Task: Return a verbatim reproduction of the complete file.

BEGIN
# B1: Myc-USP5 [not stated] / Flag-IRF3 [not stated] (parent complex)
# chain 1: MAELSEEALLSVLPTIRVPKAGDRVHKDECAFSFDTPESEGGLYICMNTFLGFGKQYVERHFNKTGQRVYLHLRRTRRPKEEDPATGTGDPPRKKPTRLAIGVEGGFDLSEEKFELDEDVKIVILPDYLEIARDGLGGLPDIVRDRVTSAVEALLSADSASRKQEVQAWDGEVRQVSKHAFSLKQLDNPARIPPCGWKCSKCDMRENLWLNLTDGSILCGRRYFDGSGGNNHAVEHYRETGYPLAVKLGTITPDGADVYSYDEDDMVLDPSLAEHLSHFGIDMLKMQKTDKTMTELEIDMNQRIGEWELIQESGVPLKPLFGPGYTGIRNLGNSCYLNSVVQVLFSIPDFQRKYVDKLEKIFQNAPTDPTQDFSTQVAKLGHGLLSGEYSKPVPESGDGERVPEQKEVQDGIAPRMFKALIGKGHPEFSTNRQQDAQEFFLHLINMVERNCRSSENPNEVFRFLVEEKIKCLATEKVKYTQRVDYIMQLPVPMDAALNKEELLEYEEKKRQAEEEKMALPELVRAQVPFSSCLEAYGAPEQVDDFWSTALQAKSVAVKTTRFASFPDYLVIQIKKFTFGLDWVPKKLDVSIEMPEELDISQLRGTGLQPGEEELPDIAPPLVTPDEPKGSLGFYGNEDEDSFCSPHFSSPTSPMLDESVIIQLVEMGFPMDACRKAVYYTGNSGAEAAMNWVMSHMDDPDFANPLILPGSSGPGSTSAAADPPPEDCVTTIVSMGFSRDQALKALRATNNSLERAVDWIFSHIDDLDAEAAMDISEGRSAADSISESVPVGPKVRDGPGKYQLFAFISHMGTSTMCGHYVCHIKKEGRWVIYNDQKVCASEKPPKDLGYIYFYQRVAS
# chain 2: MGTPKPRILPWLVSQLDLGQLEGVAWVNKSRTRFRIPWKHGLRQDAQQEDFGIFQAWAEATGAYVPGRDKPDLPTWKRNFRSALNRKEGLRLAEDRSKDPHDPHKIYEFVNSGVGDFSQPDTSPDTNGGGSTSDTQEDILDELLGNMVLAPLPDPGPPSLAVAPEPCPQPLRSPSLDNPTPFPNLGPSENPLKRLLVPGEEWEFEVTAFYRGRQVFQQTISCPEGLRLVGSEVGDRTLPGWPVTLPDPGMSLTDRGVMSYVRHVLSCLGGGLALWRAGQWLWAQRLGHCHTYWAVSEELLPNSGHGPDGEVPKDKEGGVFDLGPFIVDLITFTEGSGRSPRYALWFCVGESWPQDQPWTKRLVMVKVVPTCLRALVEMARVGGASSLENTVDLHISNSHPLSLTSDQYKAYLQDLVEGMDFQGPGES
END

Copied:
# B1: Myc-USP5 [not stated] / Flag-IRF3 [not stated] (parent complex)
# chain 1: MAELSEEALLSVLPTIRVPKAGDRVHKDECAFSFDTPESEGGLYICMNTFLGFGKQYVERHFNKTGQRVYLHLRRTRRPKEEDPATGTGDPPRKKPTRLAIGVEGGFDLSEEKFELDEDVKIVILPDYLEIARDGLGGLPDIVRDRVTSAVEALLSADSASRKQEVQAWDGEVRQVSKHAFSLKQLDNPARIPPCGWKCSKCDMRENLWLNLTDGSILCGRRYFDGSGGNNHAVEHYRETGYPLAVKLGTITPDGADVYSYDEDDMVLDPSLAEHLSHFGIDMLKMQKTDKTMTELEIDMNQRIGEWELIQESGVPLKPLFGPGYTGIRNLGNSCYLNSVVQVLFSIPDFQRKYVDKLEKIFQNAPTDPTQDFSTQVAKLGHGLLSGEYSKPVPESGDGERVPEQKEVQDGIAPRMFKALIGKGHPEFSTNRQQDAQEFFLHLINMVERNCRSSENPNEVFRFLVEEKIKCLATEKVKYTQRVDYIMQLPVPMDAALNKEELLEYEEKKRQAEEEKMALPELVRAQVPFSSCLEAYGAPEQVDDFWSTALQAKSVAVKTTRFASFPDYLVIQIKKFTFGLDWVPKKLDVSIEMPEELDISQLRGTGLQPGEEELPDIAPPLVTPDEPKGSLGFYGNEDEDSFCSPHFSSPTSPMLDESVIIQLVEMGFPMDACRKAVYYTGNSGAEAAMNWVMSHMDDPDFANPLILPGSSGPGSTSAAADPPPEDCVTTIVSMGFSRDQALKALRATNNSLERAVDWIFSHIDDLDAEAAMDISEGRSAADSISESVPVGPKVRDGPGKYQLFAFISHMGTSTMCGHYVCHIKKEGRWVIYNDQKVCASEKPPKDLGYIYFYQRVAS
# chain 2: MGTPKPRILPWLVSQLDLGQLEGVAWVNKSRTRFRIPWKHGLRQDAQQEDFGIFQAWAEATGAYVPGRDKPDLPTWKRNFRSALNRKEGLRLAEDRSKDPHDPHKIYEFVNSGVGDFSQPDTSPDTNGGGSTSDTQEDILDELLGNMVLAPLPDPGPPSLAVAPEPCPQPLRSPSLDNPTPFPNLGPSENPLKRLLVPGEEWEFEVTAFYRGRQVFQQTISCPEGLRLVGSEVGDRTLPGWPVTLPDPGMSLTDRGVMSYVRHVLSCLGGGLALWRAGQWLWAQRLGHCHTYWAVSEELLPNSGHGPDGEVPKDKEGGVFDLGPFIVDLITFTEGSGRSPRYALWFCVGESWPQDQPWTKRLVMVKVVPTCLRALVEMARVGGASSLENTVDLHISNSHPLSLTSDQYKAYLQDLVEGMDFQGPGES